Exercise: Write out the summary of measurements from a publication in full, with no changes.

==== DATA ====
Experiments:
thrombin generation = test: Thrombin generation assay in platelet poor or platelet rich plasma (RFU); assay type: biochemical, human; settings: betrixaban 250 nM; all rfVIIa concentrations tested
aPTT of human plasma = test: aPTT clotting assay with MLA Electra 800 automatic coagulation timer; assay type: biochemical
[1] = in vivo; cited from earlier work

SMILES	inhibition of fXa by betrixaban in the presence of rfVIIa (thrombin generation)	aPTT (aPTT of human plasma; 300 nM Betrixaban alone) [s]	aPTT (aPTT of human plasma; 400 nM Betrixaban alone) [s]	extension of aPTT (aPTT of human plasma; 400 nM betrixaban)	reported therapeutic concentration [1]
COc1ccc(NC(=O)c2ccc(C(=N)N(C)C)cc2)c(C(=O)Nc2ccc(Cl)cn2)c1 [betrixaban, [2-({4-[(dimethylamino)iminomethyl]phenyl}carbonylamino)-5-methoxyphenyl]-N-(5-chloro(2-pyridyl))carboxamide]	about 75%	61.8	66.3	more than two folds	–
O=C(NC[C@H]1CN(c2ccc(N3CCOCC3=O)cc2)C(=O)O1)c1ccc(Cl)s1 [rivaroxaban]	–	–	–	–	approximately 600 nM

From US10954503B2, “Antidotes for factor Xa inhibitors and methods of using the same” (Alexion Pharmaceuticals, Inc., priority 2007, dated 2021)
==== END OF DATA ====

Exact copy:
Experiments:
thrombin generation = test: Thrombin generation assay in platelet poor or platelet rich plasma (RFU); assay type: biochemical, human; settings: betrixaban 250 nM; all rfVIIa concentrations tested
aPTT of human plasma = test: aPTT clotting assay with MLA Electra 800 automatic coagulation timer; assay type: biochemical
[1] = in vivo; cited from earlier work

SMILES	inhibition of fXa by betrixaban in the presence of rfVIIa (thrombin generation)	aPTT (aPTT of human plasma; 300 nM Betrixaban alone) [s]	aPTT (aPTT of human plasma; 400 nM Betrixaban alone) [s]	extension of aPTT (aPTT of human plasma; 400 nM betrixaban)	reported therapeutic concentration [1]
COc1ccc(NC(=O)c2ccc(C(=N)N(C)C)cc2)c(C(=O)Nc2ccc(Cl)cn2)c1 [betrixaban, [2-({4-[(dimethylamino)iminomethyl]phenyl}carbonylamino)-5-methoxyphenyl]-N-(5-chloro(2-pyridyl))carboxamide]	about 75%	61.8	66.3	more than two folds	–
O=C(NC[C@H]1CN(c2ccc(N3CCOCC3=O)cc2)C(=O)O1)c1ccc(Cl)s1 [rivaroxaban]	–	–	–	–	approximately 600 nM

From US10954503B2, “Antidotes for factor Xa inhibitors and methods of using the same” (Alexion Pharmaceuticals, Inc., priority 2007, dated 2021)